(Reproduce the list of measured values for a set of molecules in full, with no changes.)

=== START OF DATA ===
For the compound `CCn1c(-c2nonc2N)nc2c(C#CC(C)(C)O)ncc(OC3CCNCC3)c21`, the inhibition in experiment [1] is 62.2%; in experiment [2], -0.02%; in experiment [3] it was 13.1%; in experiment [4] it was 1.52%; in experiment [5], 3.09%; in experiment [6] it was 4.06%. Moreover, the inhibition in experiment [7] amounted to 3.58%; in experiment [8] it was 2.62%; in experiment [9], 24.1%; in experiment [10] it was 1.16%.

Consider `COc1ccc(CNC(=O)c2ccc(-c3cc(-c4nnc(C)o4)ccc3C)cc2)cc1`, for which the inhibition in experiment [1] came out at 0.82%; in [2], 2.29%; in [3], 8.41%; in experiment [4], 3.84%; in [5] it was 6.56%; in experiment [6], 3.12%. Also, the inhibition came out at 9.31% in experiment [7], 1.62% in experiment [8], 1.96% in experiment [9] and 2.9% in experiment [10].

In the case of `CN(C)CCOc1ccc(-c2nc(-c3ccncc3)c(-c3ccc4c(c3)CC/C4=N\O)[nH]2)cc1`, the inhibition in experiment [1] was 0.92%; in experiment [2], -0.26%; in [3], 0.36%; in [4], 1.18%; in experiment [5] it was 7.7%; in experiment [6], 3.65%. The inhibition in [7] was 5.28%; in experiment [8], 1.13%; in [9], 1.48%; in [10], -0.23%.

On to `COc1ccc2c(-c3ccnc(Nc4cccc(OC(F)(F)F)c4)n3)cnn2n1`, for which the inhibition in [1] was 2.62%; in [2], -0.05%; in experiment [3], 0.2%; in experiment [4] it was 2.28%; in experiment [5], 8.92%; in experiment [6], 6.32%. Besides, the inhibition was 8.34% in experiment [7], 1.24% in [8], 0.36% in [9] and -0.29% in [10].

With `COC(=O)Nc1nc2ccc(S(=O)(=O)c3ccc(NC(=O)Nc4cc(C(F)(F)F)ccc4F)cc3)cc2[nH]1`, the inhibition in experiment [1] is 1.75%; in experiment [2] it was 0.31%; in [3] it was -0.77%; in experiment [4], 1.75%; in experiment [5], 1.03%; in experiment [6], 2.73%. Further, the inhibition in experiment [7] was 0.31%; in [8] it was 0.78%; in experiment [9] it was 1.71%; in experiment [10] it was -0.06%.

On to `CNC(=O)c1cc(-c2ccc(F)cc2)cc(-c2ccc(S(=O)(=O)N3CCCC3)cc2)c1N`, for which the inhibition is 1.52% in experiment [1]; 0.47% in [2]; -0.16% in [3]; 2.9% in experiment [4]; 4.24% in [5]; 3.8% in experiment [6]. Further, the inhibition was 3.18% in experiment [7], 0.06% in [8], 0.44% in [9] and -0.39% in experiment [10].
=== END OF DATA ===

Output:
For the compound `CCn1c(-c2nonc2N)nc2c(C#CC(C)(C)O)ncc(OC3CCNCC3)c21`, the inhibition in experiment [1] is 62.2%; in experiment [2], -0.02%; in experiment [3] it was 13.1%; in experiment [4] it was 1.52%; in experiment [5], 3.09%; in experiment [6] it was 4.06%. Moreover, the inhibition in experiment [7] amounted to 3.58%; in experiment [8] it was 2.62%; in experiment [9], 24.1%; in experiment [10] it was 1.16%.

Consider `COc1ccc(CNC(=O)c2ccc(-c3cc(-c4nnc(C)o4)ccc3C)cc2)cc1`, for which the inhibition in experiment [1] came out at 0.82%; in [2], 2.29%; in [3], 8.41%; in experiment [4], 3.84%; in [5] it was 6.56%; in experiment [6], 3.12%. Also, the inhibition came out at 9.31% in experiment [7], 1.62% in experiment [8], 1.96% in experiment [9] and 2.9% in experiment [10].

In the case of `CN(C)CCOc1ccc(-c2nc(-c3ccncc3)c(-c3ccc4c(c3)CC/C4=N\O)[nH]2)cc1`, the inhibition in experiment [1] was 0.92%; in experiment [2], -0.26%; in [3], 0.36%; in [4], 1.18%; in experiment [5] it was 7.7%; in experiment [6], 3.65%. The inhibition in [7] was 5.28%; in experiment [8], 1.13%; in [9], 1.48%; in [10], -0.23%.

On to `COc1ccc2c(-c3ccnc(Nc4cccc(OC(F)(F)F)c4)n3)cnn2n1`, for which the inhibition in [1] was 2.62%; in [2], -0.05%; in experiment [3], 0.2%; in experiment [4] it was 2.28%; in experiment [5], 8.92%; in experiment [6], 6.32%. Besides, the inhibition was 8.34% in experiment [7], 1.24% in [8], 0.36% in [9] and -0.29% in [10].

With `COC(=O)Nc1nc2ccc(S(=O)(=O)c3ccc(NC(=O)Nc4cc(C(F)(F)F)ccc4F)cc3)cc2[nH]1`, the inhibition in experiment [1] is 1.75%; in experiment [2] it was 0.31%; in [3] it was -0.77%; in experiment [4], 1.75%; in experiment [5], 1.03%; in experiment [6], 2.73%. Further, the inhibition in experiment [7] was 0.31%; in [8] it was 0.78%; in experiment [9] it was 1.71%; in experiment [10] it was -0.06%.

On to `CNC(=O)c1cc(-c2ccc(F)cc2)cc(-c2ccc(S(=O)(=O)N3CCCC3)cc2)c1N`, for which the inhibition is 1.52% in experiment [1]; 0.47% in [2]; -0.16% in [3]; 2.9% in experiment [4]; 4.24% in [5]; 3.8% in experiment [6]. Further, the inhibition was 3.18% in experiment [7], 0.06% in [8], 0.44% in [9] and -0.39% in experiment [10].